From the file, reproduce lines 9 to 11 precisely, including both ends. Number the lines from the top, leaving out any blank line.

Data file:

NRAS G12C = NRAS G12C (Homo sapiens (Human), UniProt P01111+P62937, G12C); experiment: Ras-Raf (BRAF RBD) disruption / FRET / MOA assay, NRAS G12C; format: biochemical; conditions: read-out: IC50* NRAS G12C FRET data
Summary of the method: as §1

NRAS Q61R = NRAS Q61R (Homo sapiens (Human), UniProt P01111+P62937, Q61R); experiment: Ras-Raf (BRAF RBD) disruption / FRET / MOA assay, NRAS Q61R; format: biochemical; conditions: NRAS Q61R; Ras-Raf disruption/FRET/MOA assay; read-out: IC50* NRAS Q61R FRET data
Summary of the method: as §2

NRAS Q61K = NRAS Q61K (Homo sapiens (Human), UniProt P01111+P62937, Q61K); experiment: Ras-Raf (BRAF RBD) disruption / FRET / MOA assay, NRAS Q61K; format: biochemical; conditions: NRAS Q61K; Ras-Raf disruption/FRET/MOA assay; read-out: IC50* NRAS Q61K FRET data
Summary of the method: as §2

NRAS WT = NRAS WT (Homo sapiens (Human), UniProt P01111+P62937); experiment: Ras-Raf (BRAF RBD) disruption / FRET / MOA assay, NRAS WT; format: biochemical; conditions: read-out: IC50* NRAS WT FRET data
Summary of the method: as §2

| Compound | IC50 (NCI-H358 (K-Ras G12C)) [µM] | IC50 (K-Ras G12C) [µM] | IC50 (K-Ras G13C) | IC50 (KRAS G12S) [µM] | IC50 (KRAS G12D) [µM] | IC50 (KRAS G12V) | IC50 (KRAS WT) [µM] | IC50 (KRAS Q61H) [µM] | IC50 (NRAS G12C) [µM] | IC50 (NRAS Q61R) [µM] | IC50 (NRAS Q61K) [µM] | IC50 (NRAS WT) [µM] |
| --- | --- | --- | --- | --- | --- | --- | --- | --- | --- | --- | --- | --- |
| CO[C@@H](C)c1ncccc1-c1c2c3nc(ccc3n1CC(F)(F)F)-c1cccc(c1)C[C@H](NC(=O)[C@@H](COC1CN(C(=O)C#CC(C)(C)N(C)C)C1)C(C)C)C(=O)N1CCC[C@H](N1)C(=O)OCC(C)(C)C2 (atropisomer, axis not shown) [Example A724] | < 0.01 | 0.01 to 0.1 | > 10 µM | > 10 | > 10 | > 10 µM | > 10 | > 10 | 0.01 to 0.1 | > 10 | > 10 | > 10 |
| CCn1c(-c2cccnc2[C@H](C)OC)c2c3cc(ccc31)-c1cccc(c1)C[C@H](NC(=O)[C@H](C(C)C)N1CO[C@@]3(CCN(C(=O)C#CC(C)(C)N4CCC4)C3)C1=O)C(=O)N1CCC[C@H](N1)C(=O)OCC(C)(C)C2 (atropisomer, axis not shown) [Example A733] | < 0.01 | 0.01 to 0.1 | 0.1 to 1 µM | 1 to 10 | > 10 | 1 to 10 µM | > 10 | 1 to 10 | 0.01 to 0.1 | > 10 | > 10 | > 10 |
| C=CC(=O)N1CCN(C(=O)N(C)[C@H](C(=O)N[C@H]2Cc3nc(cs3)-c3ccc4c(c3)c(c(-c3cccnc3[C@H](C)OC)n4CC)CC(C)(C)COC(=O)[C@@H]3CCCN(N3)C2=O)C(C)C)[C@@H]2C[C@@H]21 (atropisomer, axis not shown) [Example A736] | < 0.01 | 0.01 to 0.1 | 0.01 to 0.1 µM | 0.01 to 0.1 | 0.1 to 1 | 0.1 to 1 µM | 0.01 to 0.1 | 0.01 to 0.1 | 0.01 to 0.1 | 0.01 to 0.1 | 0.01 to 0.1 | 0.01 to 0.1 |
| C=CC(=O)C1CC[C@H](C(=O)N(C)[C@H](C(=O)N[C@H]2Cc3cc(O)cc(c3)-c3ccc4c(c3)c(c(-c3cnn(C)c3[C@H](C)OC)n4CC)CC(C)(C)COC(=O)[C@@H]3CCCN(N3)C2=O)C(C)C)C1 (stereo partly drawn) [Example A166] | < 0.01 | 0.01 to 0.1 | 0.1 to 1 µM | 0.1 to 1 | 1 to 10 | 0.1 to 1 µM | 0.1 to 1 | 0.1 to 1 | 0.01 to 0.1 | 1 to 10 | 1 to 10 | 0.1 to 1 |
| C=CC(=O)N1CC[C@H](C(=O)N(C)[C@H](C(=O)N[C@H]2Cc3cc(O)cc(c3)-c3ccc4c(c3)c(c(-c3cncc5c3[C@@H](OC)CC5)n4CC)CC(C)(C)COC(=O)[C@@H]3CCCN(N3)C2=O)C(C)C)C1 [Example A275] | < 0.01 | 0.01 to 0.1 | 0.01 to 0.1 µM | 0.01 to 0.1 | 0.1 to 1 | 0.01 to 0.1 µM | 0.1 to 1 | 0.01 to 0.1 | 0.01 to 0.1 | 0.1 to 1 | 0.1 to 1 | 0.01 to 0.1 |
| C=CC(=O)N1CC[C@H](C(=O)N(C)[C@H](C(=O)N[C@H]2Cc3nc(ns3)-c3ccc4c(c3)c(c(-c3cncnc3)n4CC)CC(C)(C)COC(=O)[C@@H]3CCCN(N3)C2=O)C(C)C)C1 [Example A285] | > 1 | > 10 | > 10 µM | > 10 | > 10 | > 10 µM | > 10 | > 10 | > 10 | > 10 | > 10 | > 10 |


| Compound | IC50 (NCI-H358 (K-Ras G12C)) [µM] | IC50 (K-Ras G12C) [µM] | IC50 (K-Ras G13C) | IC50 (KRAS G12S) [µM] | IC50 (KRAS G12D) [µM] | IC50 (KRAS G12V) | IC50 (KRAS WT) [µM] | IC50 (KRAS Q61H) [µM] | IC50 (NRAS G12C) [µM] | IC50 (NRAS Q61R) [µM] | IC50 (NRAS Q61K) [µM] | IC50 (NRAS WT) [µM] |
| --- | --- | --- | --- | --- | --- | --- | --- | --- | --- | --- | --- | --- |
| CO[C@@H](C)c1ncccc1-c1c2c3nc(ccc3n1CC(F)(F)F)-c1cccc(c1)C[C@H](NC(=O)[C@@H](COC1CN(C(=O)C#CC(C)(C)N(C)C)C1)C(C)C)C(=O)N1CCC[C@H](N1)C(=O)OCC(C)(C)C2 (atropisomer, axis not shown) [Example A724] | < 0.01 | 0.01 to 0.1 | > 10 µM | > 10 | > 10 | > 10 µM | > 10 | > 10 | 0.01 to 0.1 | > 10 | > 10 | > 10 |